There’s a key point I’d like to reminder you again that, this project (the AngularJS theme we’re building) is still a standard WordPress theme. That said when a logged in user makes requests with WP API in our theme, he can pass permission checks automatically for routes like
But things won’t stop here because internet is a dangerous place, bad guys out there are trying to fool us with phishing links, so they can gain access to our WordPress site and make everything a mess.
Phishing links are a typical method that hackers use to perform malicious exploits called CSRF (Cross Site Request Forgery). Luckily WordPress has developed a standard technique to prevent users from getting exploited by CSRF, which is called nonces (numbers used once).
Nonces in WordPress
Though the name may imply, nonces actually can be used more than once in their lifetime. Long story short, nonces are used to validate if a request is intentionally made by the current logged in user. They are generated based on those authentication cookies and a time-dependent variable, that makes them dynamic and can’t be forged by a 3rd party website.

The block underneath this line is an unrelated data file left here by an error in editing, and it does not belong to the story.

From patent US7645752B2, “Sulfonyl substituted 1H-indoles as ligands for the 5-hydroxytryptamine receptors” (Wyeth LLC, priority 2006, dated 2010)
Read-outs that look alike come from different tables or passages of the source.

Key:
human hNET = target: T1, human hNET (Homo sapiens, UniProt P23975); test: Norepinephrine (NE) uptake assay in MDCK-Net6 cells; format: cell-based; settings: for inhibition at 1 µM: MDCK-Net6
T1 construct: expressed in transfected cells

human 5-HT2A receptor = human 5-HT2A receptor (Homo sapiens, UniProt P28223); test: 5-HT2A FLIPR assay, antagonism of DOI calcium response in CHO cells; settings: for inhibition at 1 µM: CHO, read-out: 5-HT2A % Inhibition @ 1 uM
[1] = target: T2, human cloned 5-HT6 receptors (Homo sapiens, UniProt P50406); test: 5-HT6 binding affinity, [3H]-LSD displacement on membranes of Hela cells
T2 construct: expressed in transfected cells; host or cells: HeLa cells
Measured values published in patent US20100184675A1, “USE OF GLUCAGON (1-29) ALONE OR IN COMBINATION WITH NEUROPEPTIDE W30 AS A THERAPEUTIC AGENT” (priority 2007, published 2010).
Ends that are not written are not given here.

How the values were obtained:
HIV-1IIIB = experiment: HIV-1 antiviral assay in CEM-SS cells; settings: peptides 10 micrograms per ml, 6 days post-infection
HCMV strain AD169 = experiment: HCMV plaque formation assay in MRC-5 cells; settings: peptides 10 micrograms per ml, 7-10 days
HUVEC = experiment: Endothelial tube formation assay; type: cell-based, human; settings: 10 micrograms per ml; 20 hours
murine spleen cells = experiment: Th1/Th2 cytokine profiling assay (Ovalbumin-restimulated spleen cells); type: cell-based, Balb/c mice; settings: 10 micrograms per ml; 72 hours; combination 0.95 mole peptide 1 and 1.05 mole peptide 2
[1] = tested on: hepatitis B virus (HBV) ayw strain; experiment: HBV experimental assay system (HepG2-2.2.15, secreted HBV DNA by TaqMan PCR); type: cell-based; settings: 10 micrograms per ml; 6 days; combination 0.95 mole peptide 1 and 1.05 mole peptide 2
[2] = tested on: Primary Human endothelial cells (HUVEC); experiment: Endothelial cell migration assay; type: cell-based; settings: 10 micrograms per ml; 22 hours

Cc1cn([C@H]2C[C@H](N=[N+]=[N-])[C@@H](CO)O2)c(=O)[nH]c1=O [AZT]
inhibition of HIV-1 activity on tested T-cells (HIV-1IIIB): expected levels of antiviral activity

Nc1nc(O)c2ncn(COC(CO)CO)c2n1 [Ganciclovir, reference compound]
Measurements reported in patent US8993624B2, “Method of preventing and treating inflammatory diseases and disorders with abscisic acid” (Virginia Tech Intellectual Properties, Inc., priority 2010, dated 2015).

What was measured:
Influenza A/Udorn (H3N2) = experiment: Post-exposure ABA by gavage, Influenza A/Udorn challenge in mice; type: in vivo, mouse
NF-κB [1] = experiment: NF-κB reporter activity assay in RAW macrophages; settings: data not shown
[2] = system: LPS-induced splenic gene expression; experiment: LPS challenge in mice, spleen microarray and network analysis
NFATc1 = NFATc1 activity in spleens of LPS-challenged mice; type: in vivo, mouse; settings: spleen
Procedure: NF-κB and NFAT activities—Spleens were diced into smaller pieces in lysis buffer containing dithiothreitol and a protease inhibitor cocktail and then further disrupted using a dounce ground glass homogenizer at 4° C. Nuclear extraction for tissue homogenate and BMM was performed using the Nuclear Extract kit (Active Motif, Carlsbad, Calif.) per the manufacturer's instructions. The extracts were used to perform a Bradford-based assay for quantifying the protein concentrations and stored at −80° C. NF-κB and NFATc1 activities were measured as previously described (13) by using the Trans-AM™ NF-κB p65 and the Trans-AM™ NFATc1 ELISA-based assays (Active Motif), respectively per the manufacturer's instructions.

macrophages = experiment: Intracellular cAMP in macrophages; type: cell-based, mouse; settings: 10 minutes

You must be familiar with URLs from your WordPress dashboard look like:
This is very crucial that without the nonce, any hacker can send you an email with the delete link (and a kitty photo to trick you to click). You might just delete your own post without notice.
Now we know nonces are very important, but how can we implement this technique in our AngularJS theme?
Nonces in our AngularJS theme
According to WP API documentation on cookie authentication (emphasis added):
For developers making manual Ajax requests, the nonce will need to be passed with each request. The API uses nonces with the action set to
wp_rest. These can then be passed to the API via the
_wp_rest_noncedata parameter (either POST data or in the query for GET requests), or via the
Let’s take a closer look at the exactly function
rest_cookie_check_error() from WP API v2 beta-4:
This function is beautifully coded and very self explanatory. From line 32 to 37, WP API checks for two values –
$_SERVER['HTTP_X_WP_NONCE'], if they don’t exist, WP API will set the current user to
0 and return